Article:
The findings are structured into three sections related to contradictions, congruences and indications of collaborative interactions. For contradictions, the type and levels were identified and for congruences only levels could be established. For collaborative interactions, attention focused on instances of co-operation and co-construction.

4.1 Contradictions

Instances of the four types of contradictions across all six generic agile activities are depicted in Table 2 below; the last column indicates the number of mentions and discussions of discrete elements within the interview transcripts.

Table 2. Contradiction frequency

The nodes in Table 2 relate to the six points of the Activity Triangle in Fig. 1 and the “advanced form” relates to an improved version of the activity. There are few initial tensions and contradictions within individual nodes as indicated by the relatively few Primary Contradictions. This indicates that individuals do not experience many issues or tensions or difficulties within nodes such as the delivery teams or the tools and techniques per se used when implementing agile methods. The large number of Secondary Contradictions indicate by a significant margin that most of the frictions and tensions occur between nodes as the delivery activities evolve and more questions are being asked. A summary of these secondary contradictions is displayed below in Table 3.

Table 3. Secondary contradictions analysis

Within the project delivery teams most issues revolved around the use of the agile tools and approaches (77). Typical issues related to the understanding and deployment of agile techniques and the mixed level of training that was provided as was illustrated by one delivery stream manager.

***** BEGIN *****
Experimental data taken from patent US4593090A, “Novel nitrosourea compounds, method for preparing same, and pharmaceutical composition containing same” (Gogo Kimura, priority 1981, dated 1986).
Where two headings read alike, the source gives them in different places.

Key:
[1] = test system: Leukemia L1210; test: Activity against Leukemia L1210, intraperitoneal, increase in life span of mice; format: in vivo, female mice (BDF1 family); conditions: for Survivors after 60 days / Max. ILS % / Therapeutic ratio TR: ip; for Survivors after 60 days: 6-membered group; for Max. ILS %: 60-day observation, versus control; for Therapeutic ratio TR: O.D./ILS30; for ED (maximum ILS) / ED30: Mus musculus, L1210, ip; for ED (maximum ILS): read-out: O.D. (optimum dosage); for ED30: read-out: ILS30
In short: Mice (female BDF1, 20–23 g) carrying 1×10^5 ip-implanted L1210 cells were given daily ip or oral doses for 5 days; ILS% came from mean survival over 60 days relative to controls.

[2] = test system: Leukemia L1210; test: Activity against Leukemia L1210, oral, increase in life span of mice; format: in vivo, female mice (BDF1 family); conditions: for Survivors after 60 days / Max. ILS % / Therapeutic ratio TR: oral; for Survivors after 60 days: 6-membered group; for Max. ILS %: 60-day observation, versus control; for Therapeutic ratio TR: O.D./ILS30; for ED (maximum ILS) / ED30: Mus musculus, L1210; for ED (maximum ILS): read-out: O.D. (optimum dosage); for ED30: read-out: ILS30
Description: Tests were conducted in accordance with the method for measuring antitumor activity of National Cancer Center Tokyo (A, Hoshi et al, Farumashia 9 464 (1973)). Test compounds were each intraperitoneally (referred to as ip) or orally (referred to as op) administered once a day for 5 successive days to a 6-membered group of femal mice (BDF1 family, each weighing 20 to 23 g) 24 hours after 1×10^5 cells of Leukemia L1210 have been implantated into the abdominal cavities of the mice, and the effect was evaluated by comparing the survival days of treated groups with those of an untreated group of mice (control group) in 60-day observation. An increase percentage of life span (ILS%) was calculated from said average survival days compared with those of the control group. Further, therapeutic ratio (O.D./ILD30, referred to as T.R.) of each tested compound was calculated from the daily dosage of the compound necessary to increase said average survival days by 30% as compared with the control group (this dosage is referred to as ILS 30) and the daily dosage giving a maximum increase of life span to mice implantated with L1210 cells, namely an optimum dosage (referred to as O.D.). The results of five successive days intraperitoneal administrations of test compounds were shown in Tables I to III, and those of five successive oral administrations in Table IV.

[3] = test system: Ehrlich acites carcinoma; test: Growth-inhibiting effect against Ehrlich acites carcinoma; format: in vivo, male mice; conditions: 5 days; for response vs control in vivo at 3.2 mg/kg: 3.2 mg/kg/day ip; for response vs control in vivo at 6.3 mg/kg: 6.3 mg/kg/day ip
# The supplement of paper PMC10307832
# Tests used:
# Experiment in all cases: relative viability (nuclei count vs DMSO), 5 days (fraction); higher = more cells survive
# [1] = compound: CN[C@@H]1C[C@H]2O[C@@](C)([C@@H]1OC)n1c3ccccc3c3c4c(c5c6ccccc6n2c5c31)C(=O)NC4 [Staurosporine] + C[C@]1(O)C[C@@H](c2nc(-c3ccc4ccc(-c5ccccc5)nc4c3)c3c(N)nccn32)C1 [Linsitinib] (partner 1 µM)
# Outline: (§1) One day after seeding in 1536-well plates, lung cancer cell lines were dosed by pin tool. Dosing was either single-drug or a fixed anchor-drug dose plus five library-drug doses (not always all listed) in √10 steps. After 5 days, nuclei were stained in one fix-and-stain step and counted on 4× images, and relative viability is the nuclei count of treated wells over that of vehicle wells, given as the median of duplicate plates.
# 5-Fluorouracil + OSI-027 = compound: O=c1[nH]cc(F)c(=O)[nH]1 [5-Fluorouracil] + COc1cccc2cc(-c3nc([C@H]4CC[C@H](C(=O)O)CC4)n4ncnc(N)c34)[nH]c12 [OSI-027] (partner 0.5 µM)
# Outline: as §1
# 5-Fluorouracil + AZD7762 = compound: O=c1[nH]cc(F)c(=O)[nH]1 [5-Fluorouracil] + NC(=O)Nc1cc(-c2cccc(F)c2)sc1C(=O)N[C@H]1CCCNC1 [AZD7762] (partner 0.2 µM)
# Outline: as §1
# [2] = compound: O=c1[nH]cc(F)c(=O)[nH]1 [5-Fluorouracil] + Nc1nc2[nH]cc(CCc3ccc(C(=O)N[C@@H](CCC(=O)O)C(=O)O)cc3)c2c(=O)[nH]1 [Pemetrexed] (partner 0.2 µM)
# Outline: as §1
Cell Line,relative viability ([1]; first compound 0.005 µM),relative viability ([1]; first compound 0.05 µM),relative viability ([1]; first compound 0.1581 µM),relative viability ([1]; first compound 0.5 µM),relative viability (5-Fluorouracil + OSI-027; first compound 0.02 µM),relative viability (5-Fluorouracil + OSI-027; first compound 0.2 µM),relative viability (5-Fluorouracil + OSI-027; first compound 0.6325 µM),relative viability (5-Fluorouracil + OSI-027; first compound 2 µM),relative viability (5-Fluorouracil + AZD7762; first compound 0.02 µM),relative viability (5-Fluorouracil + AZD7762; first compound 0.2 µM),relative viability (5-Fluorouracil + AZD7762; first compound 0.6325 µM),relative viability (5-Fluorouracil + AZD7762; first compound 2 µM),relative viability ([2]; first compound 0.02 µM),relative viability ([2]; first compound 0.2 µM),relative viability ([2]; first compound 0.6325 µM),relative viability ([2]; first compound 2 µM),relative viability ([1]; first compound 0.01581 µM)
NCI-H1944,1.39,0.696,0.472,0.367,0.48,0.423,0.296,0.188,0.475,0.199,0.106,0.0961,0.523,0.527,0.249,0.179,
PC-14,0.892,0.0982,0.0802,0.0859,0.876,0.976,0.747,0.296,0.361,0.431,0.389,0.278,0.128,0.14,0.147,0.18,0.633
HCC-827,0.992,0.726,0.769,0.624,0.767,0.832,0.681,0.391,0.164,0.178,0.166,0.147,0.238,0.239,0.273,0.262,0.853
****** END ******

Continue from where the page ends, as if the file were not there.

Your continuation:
“I think it would have been better if I had been trained and knew how the organisation wanted to implement it. But I had other people, like I know that other people received really good support and back-up”

To a much lesser extent, the delivery team came up against issues regards adopting agile practice and norms compared to existing team delivery practices as illustrated by another delivery stream manager.

“we had real difficulties because solution architects their job and title is thinking about solutions. But of course, when you are running in an agile way you are kind of solution agnostic until the point you have gathered all your engineering requirements”

By far the most prevalent secondary contradictions (150) occurred beyond the delivery team, within the area involving the wider organisational groups who had a vested interest in the delivery activity and who interfaced with the activity in terms of the organisational rules, procedures and normal practices that were deployed. The magnitude of the issue is illustrated by one delivery stream manager.